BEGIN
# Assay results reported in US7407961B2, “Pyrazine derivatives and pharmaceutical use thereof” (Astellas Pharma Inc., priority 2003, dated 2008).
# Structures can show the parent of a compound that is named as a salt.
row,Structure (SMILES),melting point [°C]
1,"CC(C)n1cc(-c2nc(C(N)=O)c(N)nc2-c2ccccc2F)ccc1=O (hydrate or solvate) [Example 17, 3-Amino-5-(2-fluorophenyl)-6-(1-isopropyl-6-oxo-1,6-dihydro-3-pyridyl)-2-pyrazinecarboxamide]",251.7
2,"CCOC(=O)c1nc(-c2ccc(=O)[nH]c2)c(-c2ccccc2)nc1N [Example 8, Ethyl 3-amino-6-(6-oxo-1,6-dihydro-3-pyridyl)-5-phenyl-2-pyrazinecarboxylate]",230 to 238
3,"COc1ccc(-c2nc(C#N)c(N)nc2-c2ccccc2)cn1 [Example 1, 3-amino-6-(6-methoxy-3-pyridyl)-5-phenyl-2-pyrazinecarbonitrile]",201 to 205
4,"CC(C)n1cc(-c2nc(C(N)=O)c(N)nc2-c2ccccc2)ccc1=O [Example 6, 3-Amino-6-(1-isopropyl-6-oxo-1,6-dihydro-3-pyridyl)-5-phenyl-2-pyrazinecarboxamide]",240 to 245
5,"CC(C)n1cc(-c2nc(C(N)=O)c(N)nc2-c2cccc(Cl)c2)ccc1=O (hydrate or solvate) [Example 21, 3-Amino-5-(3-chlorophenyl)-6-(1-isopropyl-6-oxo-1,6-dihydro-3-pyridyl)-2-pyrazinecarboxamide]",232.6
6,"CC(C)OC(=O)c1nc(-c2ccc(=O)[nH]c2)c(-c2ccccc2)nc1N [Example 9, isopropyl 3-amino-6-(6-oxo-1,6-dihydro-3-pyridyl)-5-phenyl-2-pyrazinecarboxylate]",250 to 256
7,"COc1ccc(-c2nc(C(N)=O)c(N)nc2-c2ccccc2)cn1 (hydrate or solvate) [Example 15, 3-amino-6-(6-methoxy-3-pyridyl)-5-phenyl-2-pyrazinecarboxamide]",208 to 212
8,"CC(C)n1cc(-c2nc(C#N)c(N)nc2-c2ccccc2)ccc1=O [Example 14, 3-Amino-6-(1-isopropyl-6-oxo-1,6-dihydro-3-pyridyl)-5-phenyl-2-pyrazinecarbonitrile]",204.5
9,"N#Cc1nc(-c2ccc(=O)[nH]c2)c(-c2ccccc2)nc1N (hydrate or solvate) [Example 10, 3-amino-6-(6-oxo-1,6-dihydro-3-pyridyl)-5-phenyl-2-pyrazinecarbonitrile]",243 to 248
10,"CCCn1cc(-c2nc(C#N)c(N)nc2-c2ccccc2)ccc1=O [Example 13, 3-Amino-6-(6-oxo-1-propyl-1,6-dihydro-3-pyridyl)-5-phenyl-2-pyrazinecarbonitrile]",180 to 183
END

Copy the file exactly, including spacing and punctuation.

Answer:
# Assay results reported in US7407961B2, “Pyrazine derivatives and pharmaceutical use thereof” (Astellas Pharma Inc., priority 2003, dated 2008).
# Structures can show the parent of a compound that is named as a salt.
row,Structure (SMILES),melting point [°C]
1,"CC(C)n1cc(-c2nc(C(N)=O)c(N)nc2-c2ccccc2F)ccc1=O (hydrate or solvate) [Example 17, 3-Amino-5-(2-fluorophenyl)-6-(1-isopropyl-6-oxo-1,6-dihydro-3-pyridyl)-2-pyrazinecarboxamide]",251.7
2,"CCOC(=O)c1nc(-c2ccc(=O)[nH]c2)c(-c2ccccc2)nc1N [Example 8, Ethyl 3-amino-6-(6-oxo-1,6-dihydro-3-pyridyl)-5-phenyl-2-pyrazinecarboxylate]",230 to 238
3,"COc1ccc(-c2nc(C#N)c(N)nc2-c2ccccc2)cn1 [Example 1, 3-amino-6-(6-methoxy-3-pyridyl)-5-phenyl-2-pyrazinecarbonitrile]",201 to 205
4,"CC(C)n1cc(-c2nc(C(N)=O)c(N)nc2-c2ccccc2)ccc1=O [Example 6, 3-Amino-6-(1-isopropyl-6-oxo-1,6-dihydro-3-pyridyl)-5-phenyl-2-pyrazinecarboxamide]",240 to 245
5,"CC(C)n1cc(-c2nc(C(N)=O)c(N)nc2-c2cccc(Cl)c2)ccc1=O (hydrate or solvate) [Example 21, 3-Amino-5-(3-chlorophenyl)-6-(1-isopropyl-6-oxo-1,6-dihydro-3-pyridyl)-2-pyrazinecarboxamide]",232.6
6,"CC(C)OC(=O)c1nc(-c2ccc(=O)[nH]c2)c(-c2ccccc2)nc1N [Example 9, isopropyl 3-amino-6-(6-oxo-1,6-dihydro-3-pyridyl)-5-phenyl-2-pyrazinecarboxylate]",250 to 256
7,"COc1ccc(-c2nc(C(N)=O)c(N)nc2-c2ccccc2)cn1 (hydrate or solvate) [Example 15, 3-amino-6-(6-methoxy-3-pyridyl)-5-phenyl-2-pyrazinecarboxamide]",208 to 212
8,"CC(C)n1cc(-c2nc(C#N)c(N)nc2-c2ccccc2)ccc1=O [Example 14, 3-Amino-6-(1-isopropyl-6-oxo-1,6-dihydro-3-pyridyl)-5-phenyl-2-pyrazinecarbonitrile]",204.5
9,"N#Cc1nc(-c2ccc(=O)[nH]c2)c(-c2ccccc2)nc1N (hydrate or solvate) [Example 10, 3-amino-6-(6-oxo-1,6-dihydro-3-pyridyl)-5-phenyl-2-pyrazinecarbonitrile]",243 to 248
10,"CCCn1cc(-c2nc(C#N)c(N)nc2-c2ccccc2)ccc1=O [Example 13, 3-Amino-6-(6-oxo-1-propyl-1,6-dihydro-3-pyridyl)-5-phenyl-2-pyrazinecarbonitrile]",180 to 183